Clocks in Rocks? Radioactive Dating, Part 1 | The Institute for Creation Research

Clocks in Rocks? Radioactive Dating, Part 1

We don’t know what we are talking about. Many of us believed that string theory was a very dramatic break with our previous notions of quantum theory. But now we learn that string theory, well, is not that much of a break. The state of physics today is like it was when we were mystified by radioactivity. They were missing something absolutely fundamental. We are missing perhaps something as profound as they were back then.

— David Gross at 23rd Solvay Conference in December 2005

Radioactive dating is a key concept in determining the age of the earth. Many secular scientists use it to dismantle the faith of Christians and cause them to accept uniformitarian assumptions that, in addition to being scientifically erroneous, demand a figurative and distorted interpretation of Genesis. Being knowledgeable about such a widespread dating method is essential for Christians to address opposing arguments and critics. Is radioactive dating valid?

Natural radioactivity was discovered in 1896 by the French physicist Henri Becquerel. A decade later, American chemist Bertram Boltwood suggested that lead was a disintegration product of uranium and could be used as an internal clock for dating rocks. By the mid-1940s, Willard Libby realized that the decay of 14C might provide a method of dating organic matter. He proposed that the carbon in living matter might include 14C as well as non-radioactive carbon. For 14C research—his life’s work—Libby was awarded the Nobel Prize in Chemistry in 1960, and the age of radioactive dating was born.

Before we delve into radioactive decay and its use in dating rocks, let’s review some essential nuclear physics concepts.

Each atom is made up of protons and neutrons concentrated in the atom’s center—its nucleus—around which electrons orbit. The protons and neutrons form the nucleus of an atom with approximate diameters ranging from 1.75 fm for the hydrogen atom to 15 fm for the uranium atom.1 This nucleus contains approximately 99.94% of the atom’s total mass. The smallest electron orbitals range from approximately 1.06 Å for the hydrogen atom to 3.5 Å for the uranium atom.2 Thus, the closest electrons orbit approximately 100,000 times farther from the center of the nucleus than the outermost nucleons.3 This means that the atom is mostly empty space as Ernest Rutherford aptly demonstrated with his alpha particle-gold foil scattering experiment in 1911.4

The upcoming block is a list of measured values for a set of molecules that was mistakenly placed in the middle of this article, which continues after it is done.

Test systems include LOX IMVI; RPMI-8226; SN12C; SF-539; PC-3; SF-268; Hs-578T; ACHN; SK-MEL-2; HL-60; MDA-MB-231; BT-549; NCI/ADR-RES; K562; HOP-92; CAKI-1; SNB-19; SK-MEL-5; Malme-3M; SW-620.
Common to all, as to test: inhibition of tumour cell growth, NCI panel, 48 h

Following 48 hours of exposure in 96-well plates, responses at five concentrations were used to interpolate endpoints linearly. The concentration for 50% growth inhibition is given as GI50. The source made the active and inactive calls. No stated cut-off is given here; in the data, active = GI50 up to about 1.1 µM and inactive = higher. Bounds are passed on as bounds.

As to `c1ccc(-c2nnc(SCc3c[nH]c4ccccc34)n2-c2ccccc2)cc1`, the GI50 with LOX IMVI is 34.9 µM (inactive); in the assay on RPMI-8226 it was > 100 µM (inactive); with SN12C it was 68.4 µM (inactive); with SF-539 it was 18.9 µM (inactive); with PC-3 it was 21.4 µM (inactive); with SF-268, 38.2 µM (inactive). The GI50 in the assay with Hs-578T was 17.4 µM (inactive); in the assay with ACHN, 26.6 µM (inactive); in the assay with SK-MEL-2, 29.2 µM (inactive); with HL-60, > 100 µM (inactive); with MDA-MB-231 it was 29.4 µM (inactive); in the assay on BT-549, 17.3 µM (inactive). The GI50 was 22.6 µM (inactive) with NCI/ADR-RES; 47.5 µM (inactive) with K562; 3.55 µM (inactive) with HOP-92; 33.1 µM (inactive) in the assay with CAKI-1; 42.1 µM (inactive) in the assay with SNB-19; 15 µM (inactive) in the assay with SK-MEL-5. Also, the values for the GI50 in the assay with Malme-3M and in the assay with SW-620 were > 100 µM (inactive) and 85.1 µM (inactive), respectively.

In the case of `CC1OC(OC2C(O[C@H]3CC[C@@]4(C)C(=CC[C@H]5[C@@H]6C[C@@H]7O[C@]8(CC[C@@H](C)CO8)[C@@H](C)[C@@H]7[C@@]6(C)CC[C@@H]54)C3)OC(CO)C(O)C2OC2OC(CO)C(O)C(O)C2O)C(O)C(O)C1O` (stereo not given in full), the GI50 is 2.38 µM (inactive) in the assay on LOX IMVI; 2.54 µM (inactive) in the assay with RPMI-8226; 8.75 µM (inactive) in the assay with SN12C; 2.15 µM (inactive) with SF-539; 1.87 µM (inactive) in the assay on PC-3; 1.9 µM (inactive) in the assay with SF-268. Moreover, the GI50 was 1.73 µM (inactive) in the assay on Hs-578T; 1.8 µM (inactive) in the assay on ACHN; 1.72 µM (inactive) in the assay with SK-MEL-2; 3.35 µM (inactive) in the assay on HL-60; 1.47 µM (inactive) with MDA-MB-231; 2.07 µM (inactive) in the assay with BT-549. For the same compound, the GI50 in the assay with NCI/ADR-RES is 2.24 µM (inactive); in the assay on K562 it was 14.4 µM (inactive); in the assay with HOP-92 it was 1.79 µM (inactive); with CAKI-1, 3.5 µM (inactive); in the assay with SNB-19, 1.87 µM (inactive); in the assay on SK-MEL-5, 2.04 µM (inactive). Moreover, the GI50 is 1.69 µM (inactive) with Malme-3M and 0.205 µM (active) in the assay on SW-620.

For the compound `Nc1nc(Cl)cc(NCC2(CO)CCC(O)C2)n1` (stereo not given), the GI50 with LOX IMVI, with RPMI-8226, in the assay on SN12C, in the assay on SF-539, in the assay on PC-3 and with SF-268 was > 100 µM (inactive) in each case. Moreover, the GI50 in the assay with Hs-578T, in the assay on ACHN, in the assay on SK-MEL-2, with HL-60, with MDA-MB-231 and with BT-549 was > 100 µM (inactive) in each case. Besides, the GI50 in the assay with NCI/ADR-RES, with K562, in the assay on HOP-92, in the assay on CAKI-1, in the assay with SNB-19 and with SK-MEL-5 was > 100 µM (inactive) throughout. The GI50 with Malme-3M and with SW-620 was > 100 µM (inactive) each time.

The chemical properties of each element are defined by the number of protons it contains in its nucleus and, consequently, the number of corresponding electrons that orbit it. However, elements beyond hydrogen’s single proton have varying numbers of neutrons that do not necessarily equal the amount of protons in the nucleus. This feature of nuclear construction produces elemental families, groups of elements with the same number of protons but differing numbers of neutrons. Because these families have the same number of protons in the nucleus, they also have the same number of electrons orbiting the nucleus and thus exhibit the same chemical behavior. It is the differing number of neutrons that give rise to stable and unstable isotopes (radioisotopes) within a given elemental family. As it turns out, nearly every element from Hydrogen (Z=1) to Bismuth (Z=83) has at least one stable isotope, with Technetium (Z=43) and Promethium (Z=61) as the exceptions. All elements above Bismuth in the Periodic Table are unstable, i.e., they are in a constant state of releasing energy, or decaying.